Jackson did not carry out this plan because Confederate President Jefferson Davis and his military aide, Robert E. Lee, refused to release 5,000 men to join Edward Johnson who was protecting Staunton. Jackson could not allow the chance that Frémont might seize this valley town, severing Richmond’s connection with the valley and beyond, vital for food and supplies. Yet if Jackson had received these 5,000 men, he could have won the Civil War in the space of weeks. With Washington’s food supply cut off, Lincoln and his administration would have been compelled to flee the capital well before McClellan could have gotten his army to Maryland to confront Jackson. It’s doubtful whether McClellan could have beaten Jackson in a stand-up fight. So it’s likely the North would have been compelled to come to terms.

<< Back to top Speaking of Thomas “Stonewall” Jackson , you wrote about him in your book, How Great Generals Win. Do you think the South would have won—despite many factors against it—if he remained alive?

Alexander: I am now engaged in a book project whose premise is precisely that—the South could have won the war if it had followed the strategy proposed (numerous times) by Stonewall Jackson and rejected by President Jefferson Davis and Robert E. Lee. The South possessed an authentic military genius in Jackson (it also possessed one in Nathan Bedford Forrest, but Forrest was so far down on the social totem pole that he had no chance of rising to senior command, especially in the west, where Confederate leadership was dreadful).

Jackson saw the problems facing commanders in the Civil War and came up with solutions. In this he was unlike any other commander on either side, except Forrest (on the limited scale by which he was tested), and except William Tecumseh Sherman, who was a late bloomer, but who won the Civil War in 1864 after he adopted precisely Jackson’s strategy---defeating Joseph E. Johnston by going around him time after time, inducing John Bell Hood to cripple the Rebel army in hopeless frontal attacks, and, with few Confederates left to oppose him, capturing Atlanta and driving to the sea at Savannah.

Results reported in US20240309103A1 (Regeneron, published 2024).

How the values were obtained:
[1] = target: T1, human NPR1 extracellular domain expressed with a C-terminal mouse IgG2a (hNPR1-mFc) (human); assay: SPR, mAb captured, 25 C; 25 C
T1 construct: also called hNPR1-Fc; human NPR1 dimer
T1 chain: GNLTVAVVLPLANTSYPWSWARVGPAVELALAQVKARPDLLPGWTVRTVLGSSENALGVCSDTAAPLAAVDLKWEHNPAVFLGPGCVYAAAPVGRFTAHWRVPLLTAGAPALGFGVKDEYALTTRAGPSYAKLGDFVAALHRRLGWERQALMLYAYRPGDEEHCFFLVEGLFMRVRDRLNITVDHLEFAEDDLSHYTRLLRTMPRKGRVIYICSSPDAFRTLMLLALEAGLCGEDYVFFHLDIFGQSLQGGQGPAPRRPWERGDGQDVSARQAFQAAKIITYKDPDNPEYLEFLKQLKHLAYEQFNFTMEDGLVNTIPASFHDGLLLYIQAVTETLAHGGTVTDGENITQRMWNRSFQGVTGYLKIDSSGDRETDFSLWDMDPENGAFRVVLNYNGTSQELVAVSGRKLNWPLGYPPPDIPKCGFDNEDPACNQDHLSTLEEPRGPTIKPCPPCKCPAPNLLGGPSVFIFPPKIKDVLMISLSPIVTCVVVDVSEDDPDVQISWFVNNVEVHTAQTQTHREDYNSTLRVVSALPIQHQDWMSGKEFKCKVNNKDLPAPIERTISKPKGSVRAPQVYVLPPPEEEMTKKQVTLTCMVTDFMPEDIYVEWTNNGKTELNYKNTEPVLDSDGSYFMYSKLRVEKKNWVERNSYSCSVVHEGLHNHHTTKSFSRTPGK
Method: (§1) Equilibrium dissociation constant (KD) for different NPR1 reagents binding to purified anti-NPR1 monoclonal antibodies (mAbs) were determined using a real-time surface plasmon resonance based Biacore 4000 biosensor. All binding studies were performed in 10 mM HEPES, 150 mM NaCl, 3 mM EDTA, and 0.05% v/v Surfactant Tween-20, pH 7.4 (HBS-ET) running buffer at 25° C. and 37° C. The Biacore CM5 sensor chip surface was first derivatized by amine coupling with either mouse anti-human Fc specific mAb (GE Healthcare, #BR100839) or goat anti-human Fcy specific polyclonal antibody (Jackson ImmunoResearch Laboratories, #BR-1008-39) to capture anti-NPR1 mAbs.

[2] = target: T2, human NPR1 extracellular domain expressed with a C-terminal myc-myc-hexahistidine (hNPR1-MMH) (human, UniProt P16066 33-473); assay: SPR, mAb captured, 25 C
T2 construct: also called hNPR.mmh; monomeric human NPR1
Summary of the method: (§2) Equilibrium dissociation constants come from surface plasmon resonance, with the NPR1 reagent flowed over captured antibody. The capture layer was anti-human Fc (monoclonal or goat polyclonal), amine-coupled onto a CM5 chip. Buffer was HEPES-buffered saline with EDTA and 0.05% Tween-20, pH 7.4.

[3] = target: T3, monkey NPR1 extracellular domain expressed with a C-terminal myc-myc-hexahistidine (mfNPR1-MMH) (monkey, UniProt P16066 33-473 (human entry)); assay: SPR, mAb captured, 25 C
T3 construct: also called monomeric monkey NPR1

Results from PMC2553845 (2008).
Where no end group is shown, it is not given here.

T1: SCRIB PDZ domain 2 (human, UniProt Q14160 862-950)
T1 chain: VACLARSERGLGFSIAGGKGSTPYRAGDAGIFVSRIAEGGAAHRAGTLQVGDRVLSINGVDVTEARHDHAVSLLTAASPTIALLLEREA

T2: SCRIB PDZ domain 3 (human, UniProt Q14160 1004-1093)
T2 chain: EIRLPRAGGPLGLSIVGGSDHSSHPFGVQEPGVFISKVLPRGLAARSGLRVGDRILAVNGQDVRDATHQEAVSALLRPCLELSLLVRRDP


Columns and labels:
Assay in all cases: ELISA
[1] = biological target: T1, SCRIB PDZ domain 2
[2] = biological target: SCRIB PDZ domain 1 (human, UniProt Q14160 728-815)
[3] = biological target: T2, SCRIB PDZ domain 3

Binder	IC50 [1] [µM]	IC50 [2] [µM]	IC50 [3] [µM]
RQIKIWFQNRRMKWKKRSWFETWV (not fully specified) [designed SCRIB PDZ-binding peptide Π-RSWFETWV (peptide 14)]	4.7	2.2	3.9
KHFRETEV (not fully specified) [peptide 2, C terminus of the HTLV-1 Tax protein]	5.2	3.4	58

Jackson’s greatest proposal was to place a Confederate army north of Washington, cutting off the capital’s supply lines to the North. When President Davis refused to accept Jackson’s strategy because he did not want to invade the North, Jackson came up with another way to win the war. Jackson had learned that direct attacks were almost certain to fail against the Minié-ball rifle (with a range four times that of the old smoothbore musket). He therefore wanted to force the Union army to attack the Confederate army, knowing it would be beaten. He could do this by sweeping around the Union army and pressing it against a river or mountains and forcing it to fight or die, or by seizing a railroad junction in the Union rear, cutting off supplies, and forcing the enemy to attack. He proposed this four times to Lee and four times Lee refused or responded too late for the plan to be effective.

One of these times was in August 1862 when Jackson descended on the rear of John Pope’s army at Manassas Junction. This put Jackson’s corps astride the Orange and Alexandria Railroad, severing Pope’s supply line. Jackson’s position at Manassas also threatened Washington directly. This obliged Pope to abandon his strong defensive position along the Rappahannock River to the south. But instead of remaining exposed at Manassas (between Pope advancing from the south and the large Union garrison at Washington), Jackson moved eight miles west, took up a position at Groveton, just northeast of Gainesville and just north of Thoroughfare Gap, through which Lee was approaching. In this defensive position, Jackson challenged Pope. The positive elements to Pope were overwhelming. Not knowing that Lee was approaching on Jackson’s due south, Pope believed Jackson had retreated from Manassas in panic, and was cowering in a position from which he could not escape. Pope did not realize that Jackson was inviting an attack. Jackson had set up the conditions for the utter destruction of Pope’s army. Only the failure of Lee to move quickly prevented this, and allowed Pope’s army to get away.